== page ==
29 relations: Albert H. Taylor, Bell Labs, Cavity magnetron, CXAM radar, Dipole, Fort Monmouth, Gun laying, Infrared, K-34 trailer, List of U.S. military vehicles by supply catalog designation, List of U.S. Signal Corps vehicles, Martin B-10, Microwave, New Jersey, Oscilloscope, Radar, SCR-270, SCR-584 radar, Searchlight, Signal Corps (United States Army), Signal Corps Laboratories, Signal Corps Radio, Tractor unit, United States Army, United States Naval Research Laboratory, United States Navy, Western Electric, William R. Blair, World War II.
Albert Hoyt Taylor (January 1, 1879 in Chicago, IL – December 11, 1961 in Los Angeles, CA) was an American electrical engineer who made important early contributions to the development of radar.
Nokia Bell Labs (formerly named AT&T Bell Laboratories, Bell Telephone Laboratories and Bell Labs) is an American research and scientific development company, owned by Finnish company Nokia.
The cavity magnetron is a high-powered vacuum tube that generates microwaves using the interaction of a stream of electrons with a magnetic field while moving past a series of open metal cavities (cavity resonators).
The CXAM radar system was the first production radar system deployed on United States Navy ships, operating in the mid-high VHF frequency band of 200 MHz.
In electromagnetism, there are two kinds of dipoles.
Fort Monmouth is a former installation of the Department of the Army in Monmouth County, New Jersey.
Gun laying is the process of aiming an artillery piece, such as a gun, howitzer or mortar, on land or at sea, against surface or air targets.
Infrared radiation (IR) is electromagnetic radiation (EMR) with longer wavelengths than those of visible light, and is therefore generally invisible to the human eye (although IR at wavelengths up to 1050 nm from specially pulsed lasers can be seen by humans under certain conditions). It is sometimes called infrared light.
The K-34 trailer was used by the U.S. Army Signal Corps to house electronic equipment, during and after World War II.
This is the G-series List of U.S. military vehicles by supply catalog designation. The U.S. Army Ordnance Corps Supply Catalog used an alpha-numeric system, based on a Standard Nomenclature List from about the mid-1920s to about 1958, in which the G-series numbers were designated to represent the various U.S. military vehicles and directly related materiel.
This is a list of vehicles used by the U.S. Army Signal Corps from World War I through World War II.
The Martin B-10 was the first all-metal monoplane bomber to be regularly used by the United States Army Air Corps, entering service in June 1934.
Microwaves are a form of electromagnetic radiation with wavelengths ranging from one meter to one millimeter; with frequencies between and.
New Jersey is a state in the Mid-Atlantic region of the Northeastern United States.
An oscilloscope, previously called an oscillograph, and informally known as a scope or o-scope, CRO (for cathode-ray oscilloscope), or DSO (for the more modern digital storage oscilloscope), is a type of electronic test instrument that allows observation of varying signal voltages, usually as a two-dimensional plot of one or more signals as a function of time.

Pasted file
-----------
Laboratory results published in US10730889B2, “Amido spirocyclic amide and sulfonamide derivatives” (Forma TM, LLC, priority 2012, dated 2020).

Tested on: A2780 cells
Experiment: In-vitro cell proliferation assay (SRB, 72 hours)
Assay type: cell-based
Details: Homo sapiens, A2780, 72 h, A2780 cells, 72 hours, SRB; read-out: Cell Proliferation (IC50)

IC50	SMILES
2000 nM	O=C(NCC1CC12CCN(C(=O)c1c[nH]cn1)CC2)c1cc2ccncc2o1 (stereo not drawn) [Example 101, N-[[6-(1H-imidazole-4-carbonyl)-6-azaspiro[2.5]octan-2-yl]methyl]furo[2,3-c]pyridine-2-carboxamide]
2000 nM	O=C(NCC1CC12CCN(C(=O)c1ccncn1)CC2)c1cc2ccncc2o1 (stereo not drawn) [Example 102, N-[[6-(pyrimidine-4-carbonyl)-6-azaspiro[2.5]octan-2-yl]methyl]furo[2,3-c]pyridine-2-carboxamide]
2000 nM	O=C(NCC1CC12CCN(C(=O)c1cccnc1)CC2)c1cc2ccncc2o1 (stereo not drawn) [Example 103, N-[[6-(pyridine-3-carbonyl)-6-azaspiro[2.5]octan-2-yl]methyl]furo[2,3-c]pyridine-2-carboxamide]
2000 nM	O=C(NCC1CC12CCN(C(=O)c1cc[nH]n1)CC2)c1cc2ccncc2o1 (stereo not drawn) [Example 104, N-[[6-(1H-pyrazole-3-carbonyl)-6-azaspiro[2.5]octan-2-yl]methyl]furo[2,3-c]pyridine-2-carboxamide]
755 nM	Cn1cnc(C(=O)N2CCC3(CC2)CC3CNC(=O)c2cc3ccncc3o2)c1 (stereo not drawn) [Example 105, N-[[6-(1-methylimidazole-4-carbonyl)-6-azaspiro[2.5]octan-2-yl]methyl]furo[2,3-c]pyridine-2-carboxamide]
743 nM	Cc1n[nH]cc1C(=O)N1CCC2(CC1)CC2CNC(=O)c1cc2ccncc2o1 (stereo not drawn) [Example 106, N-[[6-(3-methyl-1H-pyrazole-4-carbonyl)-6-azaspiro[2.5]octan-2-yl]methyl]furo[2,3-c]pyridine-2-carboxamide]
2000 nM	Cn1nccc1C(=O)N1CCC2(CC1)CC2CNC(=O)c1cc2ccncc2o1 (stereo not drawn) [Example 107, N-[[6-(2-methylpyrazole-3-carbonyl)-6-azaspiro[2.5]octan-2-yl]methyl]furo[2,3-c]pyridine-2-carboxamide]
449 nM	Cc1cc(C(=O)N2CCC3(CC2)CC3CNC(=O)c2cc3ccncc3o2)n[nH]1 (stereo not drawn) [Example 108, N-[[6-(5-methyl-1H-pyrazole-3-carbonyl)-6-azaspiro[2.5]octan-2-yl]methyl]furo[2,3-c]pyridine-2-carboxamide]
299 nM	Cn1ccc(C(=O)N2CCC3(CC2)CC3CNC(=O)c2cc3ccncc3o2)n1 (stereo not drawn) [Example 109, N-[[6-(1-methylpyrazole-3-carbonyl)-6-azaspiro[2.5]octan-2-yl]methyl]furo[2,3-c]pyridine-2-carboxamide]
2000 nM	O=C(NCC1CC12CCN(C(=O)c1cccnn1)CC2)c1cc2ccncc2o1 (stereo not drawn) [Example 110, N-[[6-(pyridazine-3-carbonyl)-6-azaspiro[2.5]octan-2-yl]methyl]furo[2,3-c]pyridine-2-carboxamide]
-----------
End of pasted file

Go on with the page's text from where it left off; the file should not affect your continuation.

Radar is an object-detection system that uses radio waves to determine the range, angle, or velocity of objects.
The SCR-270 (Signal Corps Radio model 270) was one of the first operational early-warning radars.
The SCR-584 (short for Set, Complete, Radio # 584) was an automatic-tracking microwave radar developed by the MIT Radiation Laboratory during World War II.
A searchlight (or spotlight) is an apparatus that combines an extremely luminous source (traditionally a carbon arc lamp) with a mirrored parabolic reflector to project a powerful beam of light of approximately parallel rays in a particular direction, usually constructed so that it can be swiveled about.
The United States Army Signal Corps (USASC) develops, tests, provides, and manages communications and information systems support for the command and control of combined arms forces.
Signal Corps Laboratories (SCL) was formed on June 30, 1930, as part of the U.S. Army Signal Corps at Fort Monmouth, New Jersey.
Signal Corps Radios were U.S. Army military communications components that comprised "sets".
A tractor unit (prime mover or traction unit) is a characteristically heavy-duty towing engine that provides motive power for hauling a towed or trailered load.
The United States Army (USA) is the land warfare service branch of the United States Armed Forces.
The United States Naval Research Laboratory (NRL) is the corporate research laboratory for the United States Navy and the United States Marine Corps.
The United States Navy (USN) is the naval warfare service branch of the United States Armed Forces and one of the seven uniformed services of the United States.
Western Electric Company (WE, WECo) was an American electrical engineering and manufacturing company that served as the primary supplier to AT&T from 1881 to 1996.
William Richards Blair (November 7, 1874 – September 2, 1962) was an American scientist and U.S. Army officer, who worked on the development of the radar in United States starting during the 1930s.
World War II (often abbreviated to WWII or WW2), also known as the Second World War, was a global war that lasted from 1939 to 1945, although conflicts reflecting the ideological clash between what would become the Allied and Axis blocs began earlier.